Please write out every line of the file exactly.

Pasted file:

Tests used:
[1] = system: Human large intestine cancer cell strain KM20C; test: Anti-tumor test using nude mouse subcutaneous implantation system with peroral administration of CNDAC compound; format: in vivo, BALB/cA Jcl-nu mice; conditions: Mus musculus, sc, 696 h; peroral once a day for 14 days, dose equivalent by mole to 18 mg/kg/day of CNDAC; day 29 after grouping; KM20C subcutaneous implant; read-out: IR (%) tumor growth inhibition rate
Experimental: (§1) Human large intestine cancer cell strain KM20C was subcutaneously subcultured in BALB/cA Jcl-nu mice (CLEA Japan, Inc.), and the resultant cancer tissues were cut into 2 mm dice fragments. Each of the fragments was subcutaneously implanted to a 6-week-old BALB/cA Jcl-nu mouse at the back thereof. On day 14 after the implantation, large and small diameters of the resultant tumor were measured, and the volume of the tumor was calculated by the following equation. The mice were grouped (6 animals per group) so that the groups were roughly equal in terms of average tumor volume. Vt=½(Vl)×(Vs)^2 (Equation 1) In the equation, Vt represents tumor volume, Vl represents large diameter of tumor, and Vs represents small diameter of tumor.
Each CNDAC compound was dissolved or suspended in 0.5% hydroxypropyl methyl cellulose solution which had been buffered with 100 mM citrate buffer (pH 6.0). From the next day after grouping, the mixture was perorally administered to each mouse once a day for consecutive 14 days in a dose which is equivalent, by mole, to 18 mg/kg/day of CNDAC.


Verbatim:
Tests used:
[1] = system: Human large intestine cancer cell strain KM20C; test: Anti-tumor test using nude mouse subcutaneous implantation system with peroral administration of CNDAC compound; format: in vivo, BALB/cA Jcl-nu mice; conditions: Mus musculus, sc, 696 h; peroral once a day for 14 days, dose equivalent by mole to 18 mg/kg/day of CNDAC; day 29 after grouping; KM20C subcutaneous implant; read-out: IR (%) tumor growth inhibition rate
Experimental: (§1) Human large intestine cancer cell strain KM20C was subcutaneously subcultured in BALB/cA Jcl-nu mice (CLEA Japan, Inc.), and the resultant cancer tissues were cut into 2 mm dice fragments. Each of the fragments was subcutaneously implanted to a 6-week-old BALB/cA Jcl-nu mouse at the back thereof. On day 14 after the implantation, large and small diameters of the resultant tumor were measured, and the volume of the tumor was calculated by the following equation. The mice were grouped (6 animals per group) so that the groups were roughly equal in terms of average tumor volume. Vt=½(Vl)×(Vs)^2 (Equation 1) In the equation, Vt represents tumor volume, Vl represents large diameter of tumor, and Vs represents small diameter of tumor.
Each CNDAC compound was dissolved or suspended in 0.5% hydroxypropyl methyl cellulose solution which had been buffered with 100 mM citrate buffer (pH 6.0). From the next day after grouping, the mixture was perorally administered to each mouse once a day for consecutive 14 days in a dose which is equivalent, by mole, to 18 mg/kg/day of CNDAC.